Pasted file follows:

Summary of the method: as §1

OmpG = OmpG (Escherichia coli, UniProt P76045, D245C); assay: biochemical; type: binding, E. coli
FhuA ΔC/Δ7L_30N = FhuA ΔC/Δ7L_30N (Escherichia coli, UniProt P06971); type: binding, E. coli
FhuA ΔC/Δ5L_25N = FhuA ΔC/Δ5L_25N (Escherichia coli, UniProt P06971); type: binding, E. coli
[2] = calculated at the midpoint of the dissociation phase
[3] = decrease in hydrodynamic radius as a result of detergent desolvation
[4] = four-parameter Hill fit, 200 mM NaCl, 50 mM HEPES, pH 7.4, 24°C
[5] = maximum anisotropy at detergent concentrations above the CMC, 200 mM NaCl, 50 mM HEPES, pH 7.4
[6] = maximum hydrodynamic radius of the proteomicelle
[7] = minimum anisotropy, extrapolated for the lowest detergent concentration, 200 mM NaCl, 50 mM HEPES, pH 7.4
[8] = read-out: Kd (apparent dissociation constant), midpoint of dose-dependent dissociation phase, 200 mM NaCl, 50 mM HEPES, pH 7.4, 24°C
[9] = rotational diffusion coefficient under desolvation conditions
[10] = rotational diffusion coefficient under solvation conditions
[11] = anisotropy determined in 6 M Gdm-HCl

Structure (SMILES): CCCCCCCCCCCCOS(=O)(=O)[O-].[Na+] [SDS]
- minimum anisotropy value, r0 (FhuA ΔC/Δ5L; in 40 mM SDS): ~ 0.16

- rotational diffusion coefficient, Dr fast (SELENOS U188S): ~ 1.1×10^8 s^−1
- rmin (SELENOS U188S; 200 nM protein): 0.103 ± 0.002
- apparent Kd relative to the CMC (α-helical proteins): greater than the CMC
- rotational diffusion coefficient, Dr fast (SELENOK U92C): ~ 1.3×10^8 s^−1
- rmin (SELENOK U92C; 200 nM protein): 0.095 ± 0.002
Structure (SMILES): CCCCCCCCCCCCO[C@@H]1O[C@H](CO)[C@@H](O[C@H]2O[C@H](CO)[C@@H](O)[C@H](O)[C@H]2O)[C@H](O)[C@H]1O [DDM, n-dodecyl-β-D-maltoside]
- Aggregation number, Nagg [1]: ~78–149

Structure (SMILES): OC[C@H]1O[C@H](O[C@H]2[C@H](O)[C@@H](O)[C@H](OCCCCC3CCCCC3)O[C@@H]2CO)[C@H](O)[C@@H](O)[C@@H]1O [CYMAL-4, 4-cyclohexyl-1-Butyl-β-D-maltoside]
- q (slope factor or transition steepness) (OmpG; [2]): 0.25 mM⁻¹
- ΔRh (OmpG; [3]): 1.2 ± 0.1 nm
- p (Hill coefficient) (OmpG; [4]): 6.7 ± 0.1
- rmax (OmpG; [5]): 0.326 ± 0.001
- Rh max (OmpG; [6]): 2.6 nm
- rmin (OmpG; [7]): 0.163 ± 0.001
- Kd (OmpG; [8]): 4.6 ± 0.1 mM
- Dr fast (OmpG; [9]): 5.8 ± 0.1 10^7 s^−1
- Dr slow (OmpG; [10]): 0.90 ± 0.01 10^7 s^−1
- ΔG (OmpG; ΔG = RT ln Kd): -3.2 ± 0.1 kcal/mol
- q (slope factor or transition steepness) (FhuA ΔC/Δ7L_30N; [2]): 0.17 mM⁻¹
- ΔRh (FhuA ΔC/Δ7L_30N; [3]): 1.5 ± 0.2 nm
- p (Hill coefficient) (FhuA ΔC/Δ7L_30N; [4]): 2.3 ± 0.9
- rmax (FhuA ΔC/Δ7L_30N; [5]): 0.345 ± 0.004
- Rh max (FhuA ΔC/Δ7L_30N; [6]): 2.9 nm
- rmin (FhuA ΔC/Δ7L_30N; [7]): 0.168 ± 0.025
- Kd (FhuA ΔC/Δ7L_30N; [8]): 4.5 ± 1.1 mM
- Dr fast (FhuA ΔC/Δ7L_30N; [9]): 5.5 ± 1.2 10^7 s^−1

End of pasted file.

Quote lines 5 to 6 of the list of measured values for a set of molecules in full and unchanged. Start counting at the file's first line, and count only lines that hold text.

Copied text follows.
[2] = calculated at the midpoint of the dissociation phase
[3] = decrease in hydrodynamic radius as a result of detergent desolvation